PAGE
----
“I didn’t think you’d want to know.”
This was how my boyfriend of three years told me that he was leaving me for a different girl. A white girl.
As I watched him struggle with what to say, I remembered that I had seen them together around campus before, but had figured it was nothing; a harmless friendship that might be a little flirtatious, but not serious. Standing there on the sidewalk, I slowly began to understand that despite immersing myself in years of stolen glances, goodnight calls and sun-kissed smiles, it was all over. And even more shocking was the realization that he had always known it would have to end. Read more on Your Tango…
For the past 10 months or so that I’ve been sharing my love life with you as Dater X, my search for a soul mate has gone from a persistent, relentless hunt to a deeper understanding of myself and of what I’m looking for in a lifelong partner. It’s not always easy to hop on here week after week and divulge my successes, failures, pain and mishaps to a world of strangers, but I choose to do it because I want to. I like it. Writing about my experiences forces me to sit back, relive and reevaluate the situations I find myself in, which is a great form of cheap therapy if you ask me. But in addition to that, I’m able to ingest all of your comments about my dating life and look at my world from a different perspective. Many of you have been down this road before, others are traveling along with me. Sometimes your comments provide sound advice, but at the end of the day, it’s my journey. I have to follow my heart and go with my gut, knowing that you’re all only seeing one small, 800-word piece of a much larger puzzle. This is one of those times. Keep reading »
Jessie Kahnweiler is in the market for a boyfriend. She lives in LA, so she decided to hold an open casting call, because nothing brings all the boys to the yard like an appearance credit in a YouTube video. Jessie is hilarious, and while I can do nothing to help her ind her dream man, I would like offer up my friendship when I finally move to LA. I’ve been waiting to meet another woman who doesn’t understand what the big fucking deal is about Natalie Portman my whole life. [via Buzzfeed]
My best friend went on a date with a man who seemed fine at first — they sat at a neighborhood bar and talked for hours. They went on a second date, but this time, the dude tried every trick in the book to get her to come to his place and have sex. She refused his offer, and tried to leave it be, but three days later, when she was visiting me from out of town, she showed me the text he sent, asking her in a very straightforward manner whether or not she was interested, or if her lack of communication was the hint that he needed.
“You have two options here,” I told her. “Write back with a one word answer, or just don’t respond.”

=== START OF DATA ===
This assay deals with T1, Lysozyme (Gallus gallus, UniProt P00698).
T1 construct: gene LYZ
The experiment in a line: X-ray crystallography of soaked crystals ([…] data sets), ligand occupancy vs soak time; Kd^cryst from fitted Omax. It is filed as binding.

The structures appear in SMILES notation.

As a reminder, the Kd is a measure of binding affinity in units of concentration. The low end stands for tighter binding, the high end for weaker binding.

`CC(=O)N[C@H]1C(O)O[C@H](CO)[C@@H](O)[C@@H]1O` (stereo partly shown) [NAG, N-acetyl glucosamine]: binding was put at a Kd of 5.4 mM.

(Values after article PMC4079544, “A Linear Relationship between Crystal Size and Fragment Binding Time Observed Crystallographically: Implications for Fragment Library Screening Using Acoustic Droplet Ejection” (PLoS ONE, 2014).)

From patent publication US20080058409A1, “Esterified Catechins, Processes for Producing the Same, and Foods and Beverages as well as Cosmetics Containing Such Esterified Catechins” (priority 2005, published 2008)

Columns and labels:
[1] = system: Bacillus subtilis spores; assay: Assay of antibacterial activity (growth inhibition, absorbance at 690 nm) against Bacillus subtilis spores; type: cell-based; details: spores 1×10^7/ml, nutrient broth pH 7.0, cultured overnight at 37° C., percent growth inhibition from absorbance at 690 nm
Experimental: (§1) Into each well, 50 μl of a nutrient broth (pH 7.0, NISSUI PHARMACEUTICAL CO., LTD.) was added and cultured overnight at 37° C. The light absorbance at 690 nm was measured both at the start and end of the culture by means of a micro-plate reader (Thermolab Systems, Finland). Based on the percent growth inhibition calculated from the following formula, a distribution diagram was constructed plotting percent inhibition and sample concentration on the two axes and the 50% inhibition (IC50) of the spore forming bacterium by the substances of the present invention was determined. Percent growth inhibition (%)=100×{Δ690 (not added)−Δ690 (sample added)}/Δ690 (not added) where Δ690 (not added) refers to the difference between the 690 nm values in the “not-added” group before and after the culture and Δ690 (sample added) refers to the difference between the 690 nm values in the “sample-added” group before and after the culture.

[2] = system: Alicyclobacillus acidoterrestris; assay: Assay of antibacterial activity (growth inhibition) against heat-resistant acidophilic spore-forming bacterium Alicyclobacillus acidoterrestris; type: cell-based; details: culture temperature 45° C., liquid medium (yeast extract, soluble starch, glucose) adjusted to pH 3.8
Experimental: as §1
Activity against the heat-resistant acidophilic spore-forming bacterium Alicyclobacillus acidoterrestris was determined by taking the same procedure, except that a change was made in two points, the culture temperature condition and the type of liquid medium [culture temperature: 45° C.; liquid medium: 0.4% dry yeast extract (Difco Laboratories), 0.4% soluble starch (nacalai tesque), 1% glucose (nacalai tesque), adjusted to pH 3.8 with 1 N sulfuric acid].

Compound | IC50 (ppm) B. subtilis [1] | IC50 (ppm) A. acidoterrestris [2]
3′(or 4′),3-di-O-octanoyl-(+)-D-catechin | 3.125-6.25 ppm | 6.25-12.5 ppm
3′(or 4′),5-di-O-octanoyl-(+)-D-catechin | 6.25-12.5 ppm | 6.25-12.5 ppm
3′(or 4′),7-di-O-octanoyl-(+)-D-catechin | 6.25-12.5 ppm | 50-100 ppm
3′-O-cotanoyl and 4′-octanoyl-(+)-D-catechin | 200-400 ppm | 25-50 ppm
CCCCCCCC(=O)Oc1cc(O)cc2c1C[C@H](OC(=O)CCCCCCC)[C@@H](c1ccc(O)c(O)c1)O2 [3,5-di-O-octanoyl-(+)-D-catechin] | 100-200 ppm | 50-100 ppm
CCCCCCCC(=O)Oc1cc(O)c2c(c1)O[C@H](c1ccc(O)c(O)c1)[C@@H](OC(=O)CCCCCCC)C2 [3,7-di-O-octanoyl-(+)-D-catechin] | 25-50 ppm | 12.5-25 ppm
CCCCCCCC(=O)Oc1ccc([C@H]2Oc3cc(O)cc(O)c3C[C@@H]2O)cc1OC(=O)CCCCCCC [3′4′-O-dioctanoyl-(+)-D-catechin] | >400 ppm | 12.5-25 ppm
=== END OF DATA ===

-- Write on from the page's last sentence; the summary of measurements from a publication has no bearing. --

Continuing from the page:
“I have to say something,” she said. “I can’t just ignore this.”
“Just ghost on him, dude,” I told her. “It’s easy.”
When is it appropriate to ghost? Some may say never, that each person deserves the courtesy of hearing directly that you’re not interested in them, but please, take a moment to think about how many times you’ve been ghosted, specifically how sometimes it was fine and sometimes it wasn’t. It goes both ways. Here are some common dating situations in which it’s perfectly fine to ghost. Keep reading »
It was only a day or so after things crashed and burned on my date with Jack when OKCupid emailed me a “match,” alerting me that someone was interested. After checking out my match’s lengthy profile, which was refreshing to see since lots of guys write the bare minimum, he seemed to have a lot of potential. He loves dogs, has a great job, appears to share my values, plays baseball, enjoys being outdoors and was pretty damn cute, to boot. I figured it couldn’t hurt to shoot him a message. Just over a week later and after many exchanges back and forth, he asked me out for drinks. Obviously, I said yes. Keep reading »
My boyfriend Max and I don’t live together, but since it takes about two minutes to walk from my place to his, I sometimes feel like we do. When I first started thinking about moving to his neighborhood, the idea had been to move in with him (we’ve been together two years), but when an apartment nearby became available at a freakishly good deal for the area, it was too awesome to pass up. He’s lived in the same apartment for years, and I’ve grown to see it as a home away from home, so that’s where we spend most of our time, but now I also have a cozy little place to call my own as well. In the past, when our houses were a long subway ride apart, we’d spend longer stretches of time at one another’s place to avoid the commute, so these days, we actually tend to see each other less than before. Our little in-between setup gives us a lot of opportunity to see what kinds of hurdles we might come up against if we did share the same address. These past few months, we’ve learned more than ever about our own habits and about how to compromise to create a happier environment. Keep reading »